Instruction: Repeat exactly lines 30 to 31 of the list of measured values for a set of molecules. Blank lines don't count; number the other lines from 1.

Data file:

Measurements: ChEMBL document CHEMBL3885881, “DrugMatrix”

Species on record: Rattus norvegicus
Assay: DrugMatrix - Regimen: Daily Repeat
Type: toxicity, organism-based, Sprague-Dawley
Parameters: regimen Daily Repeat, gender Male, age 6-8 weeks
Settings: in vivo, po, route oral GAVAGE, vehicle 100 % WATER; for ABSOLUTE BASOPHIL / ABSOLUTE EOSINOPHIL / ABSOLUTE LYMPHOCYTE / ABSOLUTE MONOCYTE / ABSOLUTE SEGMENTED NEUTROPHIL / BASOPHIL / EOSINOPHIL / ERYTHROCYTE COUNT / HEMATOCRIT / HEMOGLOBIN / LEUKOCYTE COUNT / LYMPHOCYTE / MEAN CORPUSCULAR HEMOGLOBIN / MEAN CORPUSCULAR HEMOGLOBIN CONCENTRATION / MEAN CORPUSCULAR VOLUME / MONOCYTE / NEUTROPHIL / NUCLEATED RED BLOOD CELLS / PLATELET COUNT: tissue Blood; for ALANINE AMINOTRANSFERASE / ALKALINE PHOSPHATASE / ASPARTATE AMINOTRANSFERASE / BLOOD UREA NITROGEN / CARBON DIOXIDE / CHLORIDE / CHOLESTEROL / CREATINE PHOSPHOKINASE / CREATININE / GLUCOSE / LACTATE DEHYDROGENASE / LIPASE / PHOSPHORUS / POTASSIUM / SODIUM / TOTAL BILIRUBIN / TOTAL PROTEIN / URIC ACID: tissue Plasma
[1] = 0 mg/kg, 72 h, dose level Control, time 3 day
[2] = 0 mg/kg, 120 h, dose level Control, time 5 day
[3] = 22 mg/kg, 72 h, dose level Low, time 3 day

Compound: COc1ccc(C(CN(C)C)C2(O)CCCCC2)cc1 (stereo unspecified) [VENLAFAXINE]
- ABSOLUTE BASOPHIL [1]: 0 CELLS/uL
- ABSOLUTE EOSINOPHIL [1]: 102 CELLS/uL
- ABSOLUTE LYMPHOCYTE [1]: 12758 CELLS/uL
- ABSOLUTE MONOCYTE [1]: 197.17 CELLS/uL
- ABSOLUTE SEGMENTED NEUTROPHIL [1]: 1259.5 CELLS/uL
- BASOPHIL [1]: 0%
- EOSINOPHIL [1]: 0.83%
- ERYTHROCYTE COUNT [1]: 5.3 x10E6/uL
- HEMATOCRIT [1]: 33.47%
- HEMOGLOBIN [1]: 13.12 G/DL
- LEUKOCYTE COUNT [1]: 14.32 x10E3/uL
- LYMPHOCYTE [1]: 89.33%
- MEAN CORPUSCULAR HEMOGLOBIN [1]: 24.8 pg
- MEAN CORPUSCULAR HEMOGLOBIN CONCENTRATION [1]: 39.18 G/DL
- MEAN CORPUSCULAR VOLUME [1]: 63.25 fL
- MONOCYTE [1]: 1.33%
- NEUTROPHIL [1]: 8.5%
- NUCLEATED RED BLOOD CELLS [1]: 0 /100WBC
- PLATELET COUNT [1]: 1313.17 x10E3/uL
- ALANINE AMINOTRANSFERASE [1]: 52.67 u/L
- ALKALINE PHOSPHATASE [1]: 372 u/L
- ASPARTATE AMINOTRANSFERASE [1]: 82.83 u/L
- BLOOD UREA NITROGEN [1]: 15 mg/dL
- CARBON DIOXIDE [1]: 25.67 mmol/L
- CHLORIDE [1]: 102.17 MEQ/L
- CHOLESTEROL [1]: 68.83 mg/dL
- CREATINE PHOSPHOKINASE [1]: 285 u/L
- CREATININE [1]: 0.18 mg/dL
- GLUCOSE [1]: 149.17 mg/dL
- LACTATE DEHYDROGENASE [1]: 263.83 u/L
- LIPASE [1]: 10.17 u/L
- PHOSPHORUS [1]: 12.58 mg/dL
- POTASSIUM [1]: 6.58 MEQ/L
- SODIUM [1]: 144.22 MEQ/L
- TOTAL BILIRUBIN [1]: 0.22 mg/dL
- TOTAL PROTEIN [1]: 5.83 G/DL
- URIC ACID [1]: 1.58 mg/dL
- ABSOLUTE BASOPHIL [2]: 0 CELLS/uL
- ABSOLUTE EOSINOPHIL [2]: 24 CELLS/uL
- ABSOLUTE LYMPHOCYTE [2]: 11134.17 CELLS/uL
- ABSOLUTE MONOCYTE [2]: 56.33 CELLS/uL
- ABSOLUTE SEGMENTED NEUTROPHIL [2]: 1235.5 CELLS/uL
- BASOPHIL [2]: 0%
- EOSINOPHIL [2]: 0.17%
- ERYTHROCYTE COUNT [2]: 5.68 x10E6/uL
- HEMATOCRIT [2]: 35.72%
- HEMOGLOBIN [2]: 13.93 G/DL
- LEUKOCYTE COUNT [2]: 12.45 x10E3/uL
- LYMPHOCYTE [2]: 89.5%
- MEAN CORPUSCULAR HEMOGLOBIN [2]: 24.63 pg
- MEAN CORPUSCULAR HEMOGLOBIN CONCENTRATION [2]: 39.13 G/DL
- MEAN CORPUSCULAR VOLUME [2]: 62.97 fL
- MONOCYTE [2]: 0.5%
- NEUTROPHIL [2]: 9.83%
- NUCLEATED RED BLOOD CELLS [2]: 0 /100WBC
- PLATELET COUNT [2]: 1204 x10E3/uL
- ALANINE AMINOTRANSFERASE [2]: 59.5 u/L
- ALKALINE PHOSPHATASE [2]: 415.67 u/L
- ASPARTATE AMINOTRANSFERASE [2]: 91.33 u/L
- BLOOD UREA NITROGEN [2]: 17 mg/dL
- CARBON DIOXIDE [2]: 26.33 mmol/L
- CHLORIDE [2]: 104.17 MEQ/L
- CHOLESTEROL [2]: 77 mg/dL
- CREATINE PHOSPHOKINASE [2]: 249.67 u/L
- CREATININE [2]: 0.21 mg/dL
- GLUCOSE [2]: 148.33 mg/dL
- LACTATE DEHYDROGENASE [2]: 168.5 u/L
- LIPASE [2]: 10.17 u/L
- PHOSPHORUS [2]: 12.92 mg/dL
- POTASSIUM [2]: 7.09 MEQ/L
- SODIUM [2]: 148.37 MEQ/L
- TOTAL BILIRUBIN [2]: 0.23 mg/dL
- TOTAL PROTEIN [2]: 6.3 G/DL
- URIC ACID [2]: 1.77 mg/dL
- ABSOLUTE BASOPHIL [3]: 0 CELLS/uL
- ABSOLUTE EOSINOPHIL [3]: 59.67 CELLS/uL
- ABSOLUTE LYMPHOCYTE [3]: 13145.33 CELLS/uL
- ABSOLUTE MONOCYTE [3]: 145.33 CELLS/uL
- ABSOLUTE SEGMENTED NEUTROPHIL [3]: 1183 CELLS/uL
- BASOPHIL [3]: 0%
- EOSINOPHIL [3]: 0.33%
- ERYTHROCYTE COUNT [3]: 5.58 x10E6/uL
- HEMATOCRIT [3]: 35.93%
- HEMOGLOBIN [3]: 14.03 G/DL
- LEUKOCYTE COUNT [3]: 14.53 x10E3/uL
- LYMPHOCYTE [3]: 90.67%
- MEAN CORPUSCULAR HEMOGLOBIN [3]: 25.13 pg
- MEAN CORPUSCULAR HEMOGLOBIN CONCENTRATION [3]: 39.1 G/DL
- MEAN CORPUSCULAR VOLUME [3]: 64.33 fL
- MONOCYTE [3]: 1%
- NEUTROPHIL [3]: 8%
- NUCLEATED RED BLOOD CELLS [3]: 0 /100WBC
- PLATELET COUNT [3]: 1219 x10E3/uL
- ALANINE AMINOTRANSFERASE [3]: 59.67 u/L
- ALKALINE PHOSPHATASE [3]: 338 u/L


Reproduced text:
- ALANINE AMINOTRANSFERASE [1]: 52.67 u/L
- ALKALINE PHOSPHATASE [1]: 372 u/L